Now before we go too far it’s important to recognize that CO is a colorless, odorless gas. Completely invisible it is not to be confused with the visible water vapor or oil smoke associated with car exhaust. Just as important is the fact that CO is a byproduct of incomplete combustion. Any combustion, so this includes any fuel burning device or appliance in your home.
Fuels that are most often burned inside the home are heating oil, natural gas, propane, wood, and some years ago coal.
The most obvious appliance to burn any fuel is the home furnace or boiler and if you heat your home with wood then a wood stove or fireplace. Gas cooking ranges and ovens can be fueled either by natural gas or propane as can be your water heater which might alternately be fueled by oil.
Did you know that your gas dryer’s combustion exhaust is vented through the same four inch duct as the moist air? It is essential here to use a metal foil duct.
For the most part all of these devices are vented through a chimney in some way to the outdoors. A negative pressure in the home or an equipment malfunction (flue damage) can occur which does not allow the combustion gasses from these appliances to vent properly. Should this happen a working CO detector can save your families’ life.
The place to put your CO detector is in the hallway outside the bedrooms or one in each bedroom. Yes, I know the furnace is not in your bedroom, but the time when you are most susceptible to CO poisoning will be when you are asleep. While you are asleep your air handler will distribute the CO, should any occur, to the various bedrooms. This might happen in either a heating or cooling situation, you will want the earliest possible alarm so you can move your family to fresh air (outside) and call someone to correct the problem.
Take a moment this evening to consider your homes fuel burning appliances. Install a CO detector, readily available at all the lumber outlets, outside of the sleeping areas for your families’ protection.
Visit me at: http://www.IndependentHomeInspectionMD.com for more information on this and other safety items in the home.
Posted in Home Inspection, Home Safety
Tagged carbon monoxide, CO, co alarm, co detector, combination alarm, detector, Home Inspection, home safety, IAQ, indoor air quality, smoke alarm
My father passed away last year and is daily remembered for having taught me the most valuable lesson in life. A difficult lesson and not one that I recognized till years later, my father taught me the meaning of ‘tough love.’
Now many of you reading this will jump to the conclusion that my father compelled me to suffer some great hardship to learn this lesson. That was certainly a popular idea when I was growing up. Force the kids to endure the harsh realities of life.
Exactly the opposite was true. The love he taught me was tough on him, not on me. Countless times he went to bat for me and supported me despite having to sacrifice some of his own pride, personal conviction, or leisure.
After some time when I had been defiant, argumentative or downright combative and he had responded similarly, he came and apologized. Not for my behavior, I came to realize, but for his own, where he thought he had not achieved some standard he held himself to.
The lesson is simple enough. One I’ve needed with my own children and not easy to live up to. Love is sacrifice. I need to give up my own foolish pride, my selfish ambition, my wants, my time, and my self-serving indignation.
The proving ground for this may be your own family as it has been for dad and myself, but the real test is carrying this sacrifice into the world. Something dad excelled at as well, “Love your neighbor as thyself.”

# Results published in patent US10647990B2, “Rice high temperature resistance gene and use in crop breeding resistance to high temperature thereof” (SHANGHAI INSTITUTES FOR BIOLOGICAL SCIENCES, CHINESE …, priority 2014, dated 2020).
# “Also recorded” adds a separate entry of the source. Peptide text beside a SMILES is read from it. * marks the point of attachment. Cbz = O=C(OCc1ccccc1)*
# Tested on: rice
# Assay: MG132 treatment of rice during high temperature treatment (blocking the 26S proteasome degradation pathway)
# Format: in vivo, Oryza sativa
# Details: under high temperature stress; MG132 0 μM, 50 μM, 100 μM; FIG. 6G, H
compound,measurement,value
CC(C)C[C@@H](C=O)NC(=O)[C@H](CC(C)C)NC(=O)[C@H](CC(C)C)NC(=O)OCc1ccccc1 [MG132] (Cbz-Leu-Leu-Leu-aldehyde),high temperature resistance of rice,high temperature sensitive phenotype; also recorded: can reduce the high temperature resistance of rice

Posted in Fathers Day, Home Inspection
Tagged countless times, Dad, Fathers Day, foolish pride, harsh realities, Love, personal conviction, Sacrifice, selfish ambition, tough love
We expect hot water when we turn the tap handle and have become so accustomed to it that we rarely think about it. In essence it is just another convenience readily taken for granted.
Many of us have seen a recent television commercial depicting a water heater explosion. Although humorous in content and oriented towards loss recovery rather than prevention few of us have considered the real threat of a water heater explosion. It does happen!
The physics of such an event are easy enough to understand. When water is heated it expands. When it is contained pressure increases proportionately with heat. When pressure exceeds the containment vessel ratings; BOOM!
The optimum temperature of a water heater is 120 degrees. This temperature has been tested and recommended to prevent scalding. When properly adjusted a water heater will regulate the heating element to maintain this desired temperature. Note: Water heaters that supply home heat may have higher temperatures and should be supplied with tempering valves to prevent scalding at fixtures.
The first clue you may have to a water heater problem may be a noticeable increase in the temperature of the water. A higher temperature means higher water pressure inside the water heater tank and should be corrected.
An essential safety component of your water heater is the temperature pressure relief valve (TPR). Located at the top of your water heater, where the water is hottest, it is designed to release the hot water in the event that the temperature or pressure exceeds a predetermined safe level (typically 150 psi and 210 degrees F). Proper installation requires that the TPR discharge be directed through a pipe toward the floor and no more than 6 inches from the floor to prevent hazardous discharge.
By now you can see that a number of things must happen together to create an explosion. This can and does happen however, and your awareness should give you a new understanding of the need for qualified service when problems arise.
Independent Home Inspection examines water heater components, age and installation during your Home Inspection. Call for more information. 410-504-3751
visit me at http://www.IndependentHomeInspectionMD.com